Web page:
MarketsFarm — Strong global demand, paired with concerns of dry growing conditions in key regions, has spurred U.S. wheat prices higher.
“Some countries are getting nervous with the persistent dryness in several regions, which could reduce the supply of quality global wheat,” said Terry Reilly of Futures International in Chicago.
Dry growing conditions in Ukraine, Kazakhstan, Russia and Argentina had sparked concerns of a possible shortage of milling wheat during the first half of 2021, he noted.
“Major importers are getting ahead on boosting reserves, just in case.”
U.S. wheat futures are expensive compared to the rest of the world, with the nearby Minneapolis spring wheat contract closing at $5.82 per bushel on Wednesday (all figures US$).
However, Russian wheat is also hitting three-year highs, prompting importers to look to the U.S., Argentina and Australia.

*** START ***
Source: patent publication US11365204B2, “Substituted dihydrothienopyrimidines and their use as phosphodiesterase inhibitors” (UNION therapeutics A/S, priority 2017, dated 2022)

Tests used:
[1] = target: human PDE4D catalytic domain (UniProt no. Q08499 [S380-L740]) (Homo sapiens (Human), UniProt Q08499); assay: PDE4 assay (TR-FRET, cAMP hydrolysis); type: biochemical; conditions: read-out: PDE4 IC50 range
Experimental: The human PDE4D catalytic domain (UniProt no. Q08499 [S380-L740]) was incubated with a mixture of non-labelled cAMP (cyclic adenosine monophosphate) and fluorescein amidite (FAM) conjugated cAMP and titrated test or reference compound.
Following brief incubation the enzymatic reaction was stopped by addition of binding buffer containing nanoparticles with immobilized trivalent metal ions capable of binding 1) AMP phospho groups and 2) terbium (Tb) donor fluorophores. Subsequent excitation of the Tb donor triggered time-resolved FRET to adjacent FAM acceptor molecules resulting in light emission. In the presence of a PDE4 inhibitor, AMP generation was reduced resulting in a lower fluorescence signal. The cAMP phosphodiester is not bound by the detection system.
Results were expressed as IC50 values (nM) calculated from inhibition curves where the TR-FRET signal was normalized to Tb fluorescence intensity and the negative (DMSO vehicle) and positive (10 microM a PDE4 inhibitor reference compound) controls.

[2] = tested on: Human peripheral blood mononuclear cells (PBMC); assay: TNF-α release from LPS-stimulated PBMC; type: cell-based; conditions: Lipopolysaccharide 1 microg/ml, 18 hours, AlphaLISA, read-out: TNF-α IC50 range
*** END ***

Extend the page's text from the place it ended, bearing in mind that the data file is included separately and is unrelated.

Foreign demand has also propped up soybean prices lately, with the January contract closing at $10.71 per bushel on Wednesday.
Reilly mentioned the slow pace of South America’s soybean planting as a supportive factor for U.S. soybeans, as the region grapples with widespread dryness.
Argentina’s crush activity has also slowed down considerably in recent weeks, which was supported the U.S. soymeal market.
“That’s created a bull market in soymeal, which is supporting soybeans,” Reilly said.
As Brazil’s soybean exports potentially outpaced their supply last year, there are “renewed hopes” that Brazil will turn to the U.S. for soybean imports in the coming months. A lower U.S. dollar has also made exports more attractive to foreign buyers.
“A lower dollar has supported commodity markets in general,” Reilly said.
— Marlo Glass reports for MarketsFarm from Winnipeg.